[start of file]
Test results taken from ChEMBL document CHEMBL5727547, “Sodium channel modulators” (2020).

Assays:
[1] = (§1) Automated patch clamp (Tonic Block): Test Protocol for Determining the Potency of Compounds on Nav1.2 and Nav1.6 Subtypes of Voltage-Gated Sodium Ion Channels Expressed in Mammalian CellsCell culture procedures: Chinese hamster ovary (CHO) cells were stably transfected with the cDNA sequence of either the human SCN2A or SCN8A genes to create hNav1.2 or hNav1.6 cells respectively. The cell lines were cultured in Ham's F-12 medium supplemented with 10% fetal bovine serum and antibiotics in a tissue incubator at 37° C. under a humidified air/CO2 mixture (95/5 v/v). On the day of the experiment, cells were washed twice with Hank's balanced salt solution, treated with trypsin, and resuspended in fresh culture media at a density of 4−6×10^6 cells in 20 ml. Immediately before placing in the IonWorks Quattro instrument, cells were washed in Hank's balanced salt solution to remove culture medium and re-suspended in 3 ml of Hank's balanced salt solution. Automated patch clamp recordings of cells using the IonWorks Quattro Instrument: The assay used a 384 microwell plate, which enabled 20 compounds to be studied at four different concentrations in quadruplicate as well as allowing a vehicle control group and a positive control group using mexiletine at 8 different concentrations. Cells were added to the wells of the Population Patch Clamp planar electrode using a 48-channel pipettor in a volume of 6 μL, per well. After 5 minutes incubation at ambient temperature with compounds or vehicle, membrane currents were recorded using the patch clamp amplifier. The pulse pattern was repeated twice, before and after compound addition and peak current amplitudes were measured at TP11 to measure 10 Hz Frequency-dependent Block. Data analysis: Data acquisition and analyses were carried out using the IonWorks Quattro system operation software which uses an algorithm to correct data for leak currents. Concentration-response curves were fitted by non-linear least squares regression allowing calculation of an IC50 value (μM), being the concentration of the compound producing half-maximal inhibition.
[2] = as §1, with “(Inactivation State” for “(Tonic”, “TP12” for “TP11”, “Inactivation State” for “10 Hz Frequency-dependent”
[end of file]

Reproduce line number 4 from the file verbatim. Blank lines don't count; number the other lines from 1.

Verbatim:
[2] = as §1, with “(Inactivation State” for “(Tonic”, “TP12” for “TP11”, “Inactivation State” for “10 Hz Frequency-dependent”